UN human rights report and lese majeste

22 08 2011

PPT has not seen Thailand’s draft report to the United Nations Human Rights Council. However, Kavi Chongkittavorn at The Nation has an account that is predictably positive towards the old Abhisit Vejjajiva government that drew it up. His account begins:

The report on the human-rights situation in the Kingdom recently submitted by Thailand to the UN Human Rights Council is a relatively decent one. Of course, it could be better, as some civil society leaders and academics have argued. Judging from the overall substance, and from the drafting and consultation process, it accurately reflects the full spectrum of human-rights conditions in the Kingdom, as well as the various challenges facing the country.

Thailand, which has been chairing the Council, is due to present the report as part of a review process on 5 October. Kavi states that the last time Thailand was defending its rights record at the UN was in 2005, when

it was faced with serious allegations of gross violations of human rights coming out of the anti-drug campaign in early 2003, which left more than 3,100 people dead, according to reports at the time. Later, it appeared that the numbers were even higher as the war on drugs continued clandestinely until the beginning of 2004, with as many as 2,000 additional victims. Despite widespread accusations of extra-judicial killings, very few people have been brought to justice.

This is a remarkable account by Kavi. PPT doesn’t think it has ever seen a figure claiming 5,100 deaths. We have no doubt that the war on drugs was a serious abuse of state power and of human rights. However, if Kavi is to be taken seriously, one would need to seriously re-consider what is known about Thailand’s homicide rates (see here and here). These data suggest that 2003 was the only year that saw an exceptional jump in the rate. In fact, in 2002, there were 5,079 reported homicides in Thailand, jumping to 7,042 in 2004. The massive jump was due to the war on drugs, but could it really be by 3,100 or more than 60% of all homicides in 2002? In 2004, Thailand’s homicide rate reportedly drops substantially, so it would be difficult to conclude that there were 2,000 war on drugs deaths in that year. If any reader knows of serious attention to these statistics, PPT would like to know.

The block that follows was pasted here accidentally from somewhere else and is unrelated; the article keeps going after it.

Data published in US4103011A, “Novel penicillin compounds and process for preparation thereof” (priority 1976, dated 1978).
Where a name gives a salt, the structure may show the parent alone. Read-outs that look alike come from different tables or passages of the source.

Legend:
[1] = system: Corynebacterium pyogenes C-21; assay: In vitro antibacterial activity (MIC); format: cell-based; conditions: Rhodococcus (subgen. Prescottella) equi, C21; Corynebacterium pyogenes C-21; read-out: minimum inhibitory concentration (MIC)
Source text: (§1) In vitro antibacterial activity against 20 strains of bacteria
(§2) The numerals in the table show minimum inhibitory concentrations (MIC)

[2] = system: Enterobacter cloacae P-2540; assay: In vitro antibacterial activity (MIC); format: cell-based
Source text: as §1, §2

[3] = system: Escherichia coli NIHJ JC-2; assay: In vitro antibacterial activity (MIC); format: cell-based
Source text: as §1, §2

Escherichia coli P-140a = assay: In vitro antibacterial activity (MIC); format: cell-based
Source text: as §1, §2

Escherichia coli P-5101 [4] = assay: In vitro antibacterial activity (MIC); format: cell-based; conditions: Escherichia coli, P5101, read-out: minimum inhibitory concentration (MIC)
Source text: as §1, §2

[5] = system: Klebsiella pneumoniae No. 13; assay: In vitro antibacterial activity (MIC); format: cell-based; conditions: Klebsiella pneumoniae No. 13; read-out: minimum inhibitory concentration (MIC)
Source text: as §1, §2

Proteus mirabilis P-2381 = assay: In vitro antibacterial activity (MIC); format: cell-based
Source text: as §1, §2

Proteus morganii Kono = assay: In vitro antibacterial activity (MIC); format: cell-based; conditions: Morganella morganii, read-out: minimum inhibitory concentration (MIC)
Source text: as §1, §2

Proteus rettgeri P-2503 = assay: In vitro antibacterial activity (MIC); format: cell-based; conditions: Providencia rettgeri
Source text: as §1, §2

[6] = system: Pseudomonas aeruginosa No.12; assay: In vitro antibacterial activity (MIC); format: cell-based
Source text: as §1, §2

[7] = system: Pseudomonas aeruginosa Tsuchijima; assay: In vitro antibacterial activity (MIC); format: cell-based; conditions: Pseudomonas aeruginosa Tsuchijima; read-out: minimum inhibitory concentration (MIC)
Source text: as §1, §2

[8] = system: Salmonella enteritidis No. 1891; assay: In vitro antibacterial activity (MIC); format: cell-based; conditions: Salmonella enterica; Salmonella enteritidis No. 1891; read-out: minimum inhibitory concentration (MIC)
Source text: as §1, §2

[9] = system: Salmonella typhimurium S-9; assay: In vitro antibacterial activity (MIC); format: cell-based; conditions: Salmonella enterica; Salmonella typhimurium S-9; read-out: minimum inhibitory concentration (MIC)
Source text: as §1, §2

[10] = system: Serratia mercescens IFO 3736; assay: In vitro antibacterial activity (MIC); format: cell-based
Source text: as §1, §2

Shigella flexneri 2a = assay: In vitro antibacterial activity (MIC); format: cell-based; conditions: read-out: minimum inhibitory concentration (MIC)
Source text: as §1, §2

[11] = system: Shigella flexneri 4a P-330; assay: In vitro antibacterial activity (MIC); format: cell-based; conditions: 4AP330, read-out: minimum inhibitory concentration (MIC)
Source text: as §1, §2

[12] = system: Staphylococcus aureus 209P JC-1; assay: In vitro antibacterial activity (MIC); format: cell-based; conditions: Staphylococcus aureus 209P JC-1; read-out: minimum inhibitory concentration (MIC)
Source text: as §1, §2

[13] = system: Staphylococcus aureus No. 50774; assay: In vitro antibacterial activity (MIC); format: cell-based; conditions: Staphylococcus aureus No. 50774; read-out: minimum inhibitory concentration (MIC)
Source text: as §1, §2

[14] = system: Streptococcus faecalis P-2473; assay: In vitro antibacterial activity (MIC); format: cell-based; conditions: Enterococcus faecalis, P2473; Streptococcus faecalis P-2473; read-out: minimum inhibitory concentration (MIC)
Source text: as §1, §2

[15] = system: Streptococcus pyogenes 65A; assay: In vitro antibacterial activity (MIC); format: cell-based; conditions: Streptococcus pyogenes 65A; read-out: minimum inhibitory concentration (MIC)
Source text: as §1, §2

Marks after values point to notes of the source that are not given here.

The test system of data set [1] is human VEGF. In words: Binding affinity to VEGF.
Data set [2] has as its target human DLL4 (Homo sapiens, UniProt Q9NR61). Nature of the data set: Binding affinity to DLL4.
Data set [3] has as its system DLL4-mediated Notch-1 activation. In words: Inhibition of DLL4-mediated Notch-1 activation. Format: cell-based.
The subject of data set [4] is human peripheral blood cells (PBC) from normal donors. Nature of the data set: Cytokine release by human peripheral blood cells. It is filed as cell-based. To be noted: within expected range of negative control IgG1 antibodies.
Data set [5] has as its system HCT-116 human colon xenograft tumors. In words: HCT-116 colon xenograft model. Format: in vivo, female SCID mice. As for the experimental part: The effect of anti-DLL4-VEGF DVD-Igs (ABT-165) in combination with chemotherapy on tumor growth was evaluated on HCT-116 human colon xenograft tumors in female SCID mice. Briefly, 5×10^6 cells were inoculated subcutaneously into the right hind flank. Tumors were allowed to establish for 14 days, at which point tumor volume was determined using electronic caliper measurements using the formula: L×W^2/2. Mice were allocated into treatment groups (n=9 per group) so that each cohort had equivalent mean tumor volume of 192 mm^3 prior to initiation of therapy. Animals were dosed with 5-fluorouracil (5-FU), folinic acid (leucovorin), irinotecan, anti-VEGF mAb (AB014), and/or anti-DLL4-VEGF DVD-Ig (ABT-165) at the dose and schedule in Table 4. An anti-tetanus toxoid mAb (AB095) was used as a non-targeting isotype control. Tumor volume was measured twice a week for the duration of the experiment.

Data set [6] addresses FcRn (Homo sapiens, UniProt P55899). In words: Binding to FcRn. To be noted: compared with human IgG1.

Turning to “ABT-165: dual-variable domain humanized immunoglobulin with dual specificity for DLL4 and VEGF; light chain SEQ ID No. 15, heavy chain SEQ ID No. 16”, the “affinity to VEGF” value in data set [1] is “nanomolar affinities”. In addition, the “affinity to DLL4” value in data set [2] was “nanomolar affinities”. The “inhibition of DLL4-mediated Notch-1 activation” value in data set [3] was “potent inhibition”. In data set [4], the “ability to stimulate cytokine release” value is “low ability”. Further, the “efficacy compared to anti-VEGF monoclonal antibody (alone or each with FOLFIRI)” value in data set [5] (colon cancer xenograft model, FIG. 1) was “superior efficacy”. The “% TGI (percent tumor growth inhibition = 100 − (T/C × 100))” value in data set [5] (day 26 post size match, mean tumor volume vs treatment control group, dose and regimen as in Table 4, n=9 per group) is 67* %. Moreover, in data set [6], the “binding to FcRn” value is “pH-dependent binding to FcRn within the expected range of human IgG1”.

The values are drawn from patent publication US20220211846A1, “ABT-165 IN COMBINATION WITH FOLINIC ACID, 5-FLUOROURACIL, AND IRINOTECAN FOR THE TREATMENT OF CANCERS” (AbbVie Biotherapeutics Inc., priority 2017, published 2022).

After some comments about how wonderful Thailand was on human rights under the Democrat Party, a line Kavi has run for some time, he turns to more serious analysis:

The country’s record in terms of disappearances is among the worst in the world….

Most glaringly, the report highlights Thailand’s lack of civil and political rights protections in comparison to its more advanced environments in terms of economic, social and cultural rights….

Thailand has a mixed record on displaced persons, asylum seekers and human trafficking…. [PPT: under the Abhisit government, the record was abysmal]

Kavi then states: “Obviously, the most controversial paragraph is No 24, which contains a 135-word passage on the right to freedom of expression as it relates to the monarchy.” Indeed they will be. Kavi’s summary of them is:

The report says Thailand has striven to find a balance between protecting the monarchy and the right of individuals to express their views. The National Human Rights Commission and the Ministry of Justice have embarked on a process to review lese-majeste-related laws and practices. Better coordination among the police and prosecutors are pivotal for proper legal proceedings under the Criminal Code’s section 112 and the 2007 Computer Crimes Act.

Of course, if the statistics of the huge increase in lese majeste charges and convictions alone are considered, the idea that there has been any kind of effort to “find a balance” is simply a fiction. But Kavi’s next comment deserves more serious consideration:

The … [2007 Computer Crimes Act] has proven to be the most lethal weapon used by the authorities today to silence the Thai public, at home and abroad. As the number of suppressed websites and Web pages continues to increase, Thailand’s reputation as the region’s beacon of media freedom evaporates. The practice has landed the country on at least two dozen global watch lists of nations with strict online-censorship regimes.

He follows this with a rather odd account of the need to make officials and users more “aware” of the law. One couldn’t possibly suggest that the laws should be abolished or even changed! Kavi then gets even stranger when he states:

Unintentionally though it may have been, law enforcers and online users have done unfathomable damage to the country’s long-standing right to freedom of expression and to the monarchy’s creditability, due to their myopic one-sided advocacy.

Again, Kavi doesn’t ask if the laws are used politically. He blames users and enforcers for myopia. There is no attention to human rights in this approach.Kavi is simply making a case for the laws to be better enforced. Isn’t that what Abhisit said he do? And that resulted in more charges, closed courts and more people in jail.


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30 08 2011
August Campaign Update « The Librarian of Bangkok Prison

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